- The sun for sorrow will not show his head.
- Go hence to have more talk of these sad things;
- Some shall be pardoned and some punish-ed:
- For never was a story of more woe
- Than this of Juliet and her Romeo."
- In simple English
The most famous scene[change | change source]
Of all the scenes that have ever been written in plays, one of the most famous is in Romeo and Juliet.
After Romeo and Juliet have met at a party and fallen in love, Juliet goes up to bed. But she cannot sleep so she stands at her window and pretends she is talking with Romeo.
- Romeo is going past and says "But soft, what light through yonder window breaks? ...It is my Lady! O, it is my Love!"
- Juliet, not knowing he is there, says "Romeo, Romeo, wherefore art thou Romeo?" (Romeo, Romeo, why do you have to be who you are?) She wishes he was not called Romeo Montague but had some different name, so he was not an enemy.
Romeo climbs up onto the balcony. Juliet tells Romeo that her love for him is as deep and endless as the sea. They part from each other with the famous words:
- "Good night! Good night! Parting is such sweet sorrow,
- That I shall say Good night till it be morrow." (tomorrow)
This romantic scene has been acted and copied many times, sometimes seriously and sometimes for fun. One well-known scene that took its idea from this, is from West Side Story, a musical by Leonard Bernstein, which takes place on a fire-escape landing with the lovers, Tony and Maria, singing the lovesong, Tonight.
Movies and music based on the play[change | change source]
Movies[change | change source]
Romeo and Juliet has been performed on stage many times. There have also been forty different movies
- 1908 - Romeo and Juliet, a silent movie was made by Vitagraph Studios in the US. Directed by J. Stuart Blackton, the movie starred Paul Panzer as Romeo and Florence Lawrence as Juliet.
- 1936 - Romeo and Juliet, produced by Irving Thalberg and directed by George Cukor of Classical Hollywood with Norma Shearer as Juliet and Leslie Howard as Romeo, but many critics said that the actors were too old.
- 1968 - Romeo and Juliet, directed by Franco Zeffirelli. This movie was made in Italy, with Olivia Hussey, who was 15, as Juliet and Leonard Whiting, who was 17, as Romeo. The costumes won an Oscar.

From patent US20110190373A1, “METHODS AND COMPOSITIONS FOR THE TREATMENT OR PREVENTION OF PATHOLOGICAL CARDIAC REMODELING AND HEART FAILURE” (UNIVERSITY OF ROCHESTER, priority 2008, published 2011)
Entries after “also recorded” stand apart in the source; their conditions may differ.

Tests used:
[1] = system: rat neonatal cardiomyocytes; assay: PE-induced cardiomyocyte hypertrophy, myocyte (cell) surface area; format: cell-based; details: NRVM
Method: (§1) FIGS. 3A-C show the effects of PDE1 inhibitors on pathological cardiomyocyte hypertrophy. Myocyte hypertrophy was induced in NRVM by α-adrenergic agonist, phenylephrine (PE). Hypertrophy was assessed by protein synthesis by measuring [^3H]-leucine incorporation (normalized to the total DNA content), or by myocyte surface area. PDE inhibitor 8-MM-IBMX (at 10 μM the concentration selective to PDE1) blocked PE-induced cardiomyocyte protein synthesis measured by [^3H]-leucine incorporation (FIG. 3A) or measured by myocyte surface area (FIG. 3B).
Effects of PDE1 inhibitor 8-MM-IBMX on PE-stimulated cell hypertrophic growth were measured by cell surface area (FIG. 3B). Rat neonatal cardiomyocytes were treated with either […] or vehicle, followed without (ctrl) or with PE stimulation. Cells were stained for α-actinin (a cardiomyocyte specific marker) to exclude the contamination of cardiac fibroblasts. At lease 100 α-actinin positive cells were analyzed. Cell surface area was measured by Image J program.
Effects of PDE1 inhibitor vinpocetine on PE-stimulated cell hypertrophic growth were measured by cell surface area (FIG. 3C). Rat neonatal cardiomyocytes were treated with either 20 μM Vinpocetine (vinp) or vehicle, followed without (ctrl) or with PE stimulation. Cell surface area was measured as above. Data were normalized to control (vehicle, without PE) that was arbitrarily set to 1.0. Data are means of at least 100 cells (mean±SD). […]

- 1996 - Romeo + Juliet, directed by Baz Luhrmann, with Leonardo DiCaprio as Romeo and Claire Danes as Juliet. This very colourful version has a modern setting.
- 2013 - Romeo + Juliet, directed by Carlo Carlei, with Douglas Booth as Romeo and Hailee Steinfeld as Juliet.
Adaptations[change | change source]
- 1950s - West Side Story, by Leonard Bernstein, is a musical set in a modern city in the US. It is about two rival street gangs, the Jets and the Sharks. The Sharks are migrants from Puerto Rico. Some of the famous songs are Tonight, America, One Hand, One Heart and I feel Pretty. As a stage show, it was popular in America, the UK and Australia. In 1961, West Side Story was made into a movie.
- 1999 - Shakespeare in Love, is the movie of a fictional (imaginary) story about how Shakespeare came to write Romeo and Juliet and some of his other famous plays.
Music[change | change source]
- 1839 - Berlioz wrote a symphony called Romeo and Juliet.
- 1867 - Gounod wrote an opera called Roméo et Juliette.
- 1869 - Tchaikovsky wrote a symphonic poem called Romeo and Juliet.
- 1936 - the first performance of Prokofiev's ballet, Romeo and Juliet.
- 1978 - Madero Richard. Costandinos, a French composer, wrote a disco opera titled Romeo & Juliet, which was released as a double album.
References[change | change source]
- "This morning has brought gloomy peace;
- The sun is hiding his face in sadness.
- Go away and discuss the sad things that have happened.
- Some people will be punished for what they have done, and other will be pardoned.
- There was never a story more sad
- Than this story of Juliet and her Romeo."
Other websites[change | change source]
|Wikiquote has a collection of quotations related to: Romeo and Juliet|
|Wikisource has original writing related to this article:|